Things to Figure Out as a New Manager: Part 3, Communication

Credit: Flickr / Ravi Shah

Now you’re a manager, communication (always important) has become even more import, and your words carry more weight.

How do you communicate… one on one?

… to the team?

… about the team?

One on One

In a relationship with a power dynamic, the burden of a good relationship is on the person with the most power. I first made this observation with respect to interviewing but it applies here too. If conversations with someone are painful, it’s on you to make them less painful. Showing up regularly helps, as does taking an interest in them as people. Ultimately, different people will have different ways in which they want to communicate with you, and you can learn their styles and preferences and make an effort to accommodate that. Different people also have different baggage that they bring to work. If someone isn’t used to their manager seeing them as a human being, that will take a while for them to get used to. If someone has had bad experiences in the workplace they might take a while to open up.

Be consistent, and be kind. Work on doing good 1:1s. Take time getting to know people, and use what you learn. But don’t delude yourself that it’s kind to delay telling someone something they will find out eventually – for example, don’t delay talking to someone about their performance if there are problems. These conversations don’t get easier.

To the Team

How often do you talk to the team as a whole? What kind of things to you talk about? How do you communicate a the direction of the team and keep things on track despite all those tempting diversions?

Get comfortable repeating yourself. Decide what you will do, and make hard choices about you won’t do. Talk about why you are choosing to do what you are doing. This is team direction communication.

The other aspect of this is communicating the kind of things you spend your time on. Figure out what you’re comfortable with. I do a version of this, each week I post some notes about what I’ve been working on to the team blog. Bigger things get their own post, but consistently I show up and share how I’m spending my time. With a smaller team I used to share my priorities in the daily standup.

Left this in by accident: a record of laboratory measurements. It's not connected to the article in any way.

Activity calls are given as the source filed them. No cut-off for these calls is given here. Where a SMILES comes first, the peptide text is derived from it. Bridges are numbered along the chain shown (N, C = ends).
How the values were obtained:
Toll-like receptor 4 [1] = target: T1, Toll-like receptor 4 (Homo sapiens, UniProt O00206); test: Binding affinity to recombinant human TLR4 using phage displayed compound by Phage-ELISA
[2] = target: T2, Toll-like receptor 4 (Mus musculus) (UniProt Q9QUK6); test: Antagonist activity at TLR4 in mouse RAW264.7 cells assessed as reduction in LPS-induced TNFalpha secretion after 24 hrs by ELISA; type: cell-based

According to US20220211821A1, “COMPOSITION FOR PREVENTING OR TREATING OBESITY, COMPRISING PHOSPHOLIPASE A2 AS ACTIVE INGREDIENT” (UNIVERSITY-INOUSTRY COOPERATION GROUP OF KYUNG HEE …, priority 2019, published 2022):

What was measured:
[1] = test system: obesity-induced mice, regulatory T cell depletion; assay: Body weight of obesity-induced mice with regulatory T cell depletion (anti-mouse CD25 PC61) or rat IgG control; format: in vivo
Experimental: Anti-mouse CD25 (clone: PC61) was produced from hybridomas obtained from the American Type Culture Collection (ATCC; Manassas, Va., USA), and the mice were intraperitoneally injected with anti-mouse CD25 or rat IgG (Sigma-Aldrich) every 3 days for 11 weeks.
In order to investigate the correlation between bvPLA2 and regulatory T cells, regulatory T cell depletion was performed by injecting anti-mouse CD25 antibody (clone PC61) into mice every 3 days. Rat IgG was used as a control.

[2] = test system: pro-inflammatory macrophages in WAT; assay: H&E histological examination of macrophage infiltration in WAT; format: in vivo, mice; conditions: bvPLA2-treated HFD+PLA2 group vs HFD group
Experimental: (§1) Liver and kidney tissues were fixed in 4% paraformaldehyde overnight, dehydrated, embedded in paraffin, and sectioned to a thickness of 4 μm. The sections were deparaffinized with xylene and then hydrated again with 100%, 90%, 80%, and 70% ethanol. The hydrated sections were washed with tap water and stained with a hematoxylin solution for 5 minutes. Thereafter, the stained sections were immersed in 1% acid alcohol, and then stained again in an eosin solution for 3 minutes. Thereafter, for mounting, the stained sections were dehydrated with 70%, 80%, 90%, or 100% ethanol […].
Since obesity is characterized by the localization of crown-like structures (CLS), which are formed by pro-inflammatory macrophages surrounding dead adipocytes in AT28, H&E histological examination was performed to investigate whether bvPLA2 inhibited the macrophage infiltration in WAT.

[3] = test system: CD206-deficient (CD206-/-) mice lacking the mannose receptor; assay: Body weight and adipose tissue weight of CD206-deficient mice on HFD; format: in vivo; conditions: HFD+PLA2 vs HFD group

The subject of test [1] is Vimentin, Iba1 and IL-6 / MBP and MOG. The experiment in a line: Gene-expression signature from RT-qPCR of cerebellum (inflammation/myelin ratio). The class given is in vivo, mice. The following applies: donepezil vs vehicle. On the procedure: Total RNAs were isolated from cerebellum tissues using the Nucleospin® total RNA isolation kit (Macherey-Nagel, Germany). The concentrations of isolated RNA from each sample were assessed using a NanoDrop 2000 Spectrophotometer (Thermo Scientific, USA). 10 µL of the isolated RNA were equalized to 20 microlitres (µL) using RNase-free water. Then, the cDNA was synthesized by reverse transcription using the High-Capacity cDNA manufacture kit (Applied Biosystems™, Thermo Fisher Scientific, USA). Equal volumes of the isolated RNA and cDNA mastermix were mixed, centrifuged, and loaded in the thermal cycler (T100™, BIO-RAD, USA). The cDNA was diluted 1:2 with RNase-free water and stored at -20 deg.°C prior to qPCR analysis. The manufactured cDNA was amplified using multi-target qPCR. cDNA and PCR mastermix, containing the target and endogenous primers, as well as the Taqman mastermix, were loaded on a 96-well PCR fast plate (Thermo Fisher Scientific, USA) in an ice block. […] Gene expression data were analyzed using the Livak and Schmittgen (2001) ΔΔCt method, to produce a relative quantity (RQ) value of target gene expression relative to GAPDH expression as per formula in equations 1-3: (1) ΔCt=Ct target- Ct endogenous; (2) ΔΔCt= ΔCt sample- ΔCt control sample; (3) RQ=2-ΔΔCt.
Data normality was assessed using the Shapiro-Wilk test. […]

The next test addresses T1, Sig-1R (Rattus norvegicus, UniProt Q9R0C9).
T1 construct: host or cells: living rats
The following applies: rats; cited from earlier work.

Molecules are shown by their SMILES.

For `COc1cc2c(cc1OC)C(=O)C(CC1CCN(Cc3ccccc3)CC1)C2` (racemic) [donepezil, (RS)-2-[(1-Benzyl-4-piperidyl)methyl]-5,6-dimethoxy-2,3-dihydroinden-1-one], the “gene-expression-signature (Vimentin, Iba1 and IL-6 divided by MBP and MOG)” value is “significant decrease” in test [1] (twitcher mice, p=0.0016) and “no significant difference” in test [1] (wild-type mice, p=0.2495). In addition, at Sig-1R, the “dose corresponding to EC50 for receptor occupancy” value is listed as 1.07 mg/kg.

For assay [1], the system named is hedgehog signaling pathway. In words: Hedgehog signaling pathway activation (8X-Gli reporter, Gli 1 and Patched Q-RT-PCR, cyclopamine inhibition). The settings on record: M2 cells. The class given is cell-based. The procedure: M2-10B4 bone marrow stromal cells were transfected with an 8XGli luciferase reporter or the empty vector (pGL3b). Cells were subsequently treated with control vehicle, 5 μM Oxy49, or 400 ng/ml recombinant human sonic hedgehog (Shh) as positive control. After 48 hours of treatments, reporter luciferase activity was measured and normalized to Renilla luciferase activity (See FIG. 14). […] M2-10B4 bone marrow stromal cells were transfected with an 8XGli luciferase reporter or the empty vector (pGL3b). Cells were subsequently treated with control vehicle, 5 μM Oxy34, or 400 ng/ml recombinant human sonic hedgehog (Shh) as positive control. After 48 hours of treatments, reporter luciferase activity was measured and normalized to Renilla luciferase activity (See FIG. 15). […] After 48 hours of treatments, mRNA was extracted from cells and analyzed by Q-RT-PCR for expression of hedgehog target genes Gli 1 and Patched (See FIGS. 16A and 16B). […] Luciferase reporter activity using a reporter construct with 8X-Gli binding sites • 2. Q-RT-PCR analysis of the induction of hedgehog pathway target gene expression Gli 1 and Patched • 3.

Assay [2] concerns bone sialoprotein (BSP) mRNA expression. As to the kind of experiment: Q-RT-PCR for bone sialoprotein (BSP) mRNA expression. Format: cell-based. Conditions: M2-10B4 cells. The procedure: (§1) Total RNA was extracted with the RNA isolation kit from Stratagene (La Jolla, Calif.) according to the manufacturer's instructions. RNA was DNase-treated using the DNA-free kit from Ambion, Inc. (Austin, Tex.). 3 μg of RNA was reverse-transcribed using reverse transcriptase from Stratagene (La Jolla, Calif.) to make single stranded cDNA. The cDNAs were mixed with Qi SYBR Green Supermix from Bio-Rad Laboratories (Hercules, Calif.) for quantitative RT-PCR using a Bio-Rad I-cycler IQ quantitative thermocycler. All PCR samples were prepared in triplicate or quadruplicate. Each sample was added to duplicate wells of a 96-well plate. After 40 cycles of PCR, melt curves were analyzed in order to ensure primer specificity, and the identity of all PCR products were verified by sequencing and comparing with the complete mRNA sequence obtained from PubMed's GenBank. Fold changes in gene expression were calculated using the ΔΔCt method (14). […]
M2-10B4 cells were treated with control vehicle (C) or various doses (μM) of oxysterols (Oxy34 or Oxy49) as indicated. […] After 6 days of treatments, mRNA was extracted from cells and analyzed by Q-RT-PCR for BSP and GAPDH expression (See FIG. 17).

How you communicate to the team depends on the size and how people are receptive to information – some teams like to write, and others like to talk. But it’s easy to not share what you’re doing, in part because people don’t ask and it can feel like there’s not much interesting to say about the activities of management. But people having some kind of insight into the kind of things you worry about and spend your time on is really helpful.

About the Team

How do you talk about the team to your peers? To your boss? How do you highlight what is going well, and how do you get the alignment and help you need from other leaders in the organisation?

If you manage a team that has been underperforming (and particularly if your joining the team was supposed to address that) how do you communicate that things are getting better – given that they won’t change overnight?

This depends very much on the organization, but again I think consistency is key – and patience. People are focused on their own priorities, and can take a while to notice improvement elsewhere.

This is part 3 of a series aimed at new engineering managers. Part 1 was about figuring out your schedule. Part 2 was about social support. For help and support, you can also ask for an invitation to the New-ish Eng Manager Slack.